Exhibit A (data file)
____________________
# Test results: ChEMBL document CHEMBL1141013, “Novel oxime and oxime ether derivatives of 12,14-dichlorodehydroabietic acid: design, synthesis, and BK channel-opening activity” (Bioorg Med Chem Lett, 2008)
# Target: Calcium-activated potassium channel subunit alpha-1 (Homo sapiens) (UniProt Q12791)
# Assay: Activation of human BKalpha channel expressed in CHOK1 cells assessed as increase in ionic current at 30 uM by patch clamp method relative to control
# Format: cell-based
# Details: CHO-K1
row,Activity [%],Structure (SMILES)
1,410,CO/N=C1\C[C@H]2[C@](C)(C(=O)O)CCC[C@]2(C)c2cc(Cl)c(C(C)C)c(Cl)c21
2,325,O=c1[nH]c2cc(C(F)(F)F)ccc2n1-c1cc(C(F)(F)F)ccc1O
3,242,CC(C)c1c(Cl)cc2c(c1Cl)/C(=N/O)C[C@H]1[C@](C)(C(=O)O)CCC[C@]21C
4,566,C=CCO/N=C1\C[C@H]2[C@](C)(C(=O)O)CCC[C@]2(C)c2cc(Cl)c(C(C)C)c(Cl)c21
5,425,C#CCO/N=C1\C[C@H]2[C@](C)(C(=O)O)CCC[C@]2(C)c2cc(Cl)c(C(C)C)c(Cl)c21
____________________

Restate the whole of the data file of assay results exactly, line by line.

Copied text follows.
# Test results: ChEMBL document CHEMBL1141013, “Novel oxime and oxime ether derivatives of 12,14-dichlorodehydroabietic acid: design, synthesis, and BK channel-opening activity” (Bioorg Med Chem Lett, 2008)
# Target: Calcium-activated potassium channel subunit alpha-1 (Homo sapiens) (UniProt Q12791)
# Assay: Activation of human BKalpha channel expressed in CHOK1 cells assessed as increase in ionic current at 30 uM by patch clamp method relative to control
# Format: cell-based
# Details: CHO-K1
row,Activity [%],Structure (SMILES)
1,410,CO/N=C1\C[C@H]2[C@](C)(C(=O)O)CCC[C@]2(C)c2cc(Cl)c(C(C)C)c(Cl)c21
2,325,O=c1[nH]c2cc(C(F)(F)F)ccc2n1-c1cc(C(F)(F)F)ccc1O
3,242,CC(C)c1c(Cl)cc2c(c1Cl)/C(=N/O)C[C@H]1[C@](C)(C(=O)O)CCC[C@]21C
4,566,C=CCO/N=C1\C[C@H]2[C@](C)(C(=O)O)CCC[C@]2(C)c2cc(Cl)c(C(C)C)c(Cl)c21
5,425,C#CCO/N=C1\C[C@H]2[C@](C)(C(=O)O)CCC[C@]2(C)c2cc(Cl)c(C(C)C)c(Cl)c21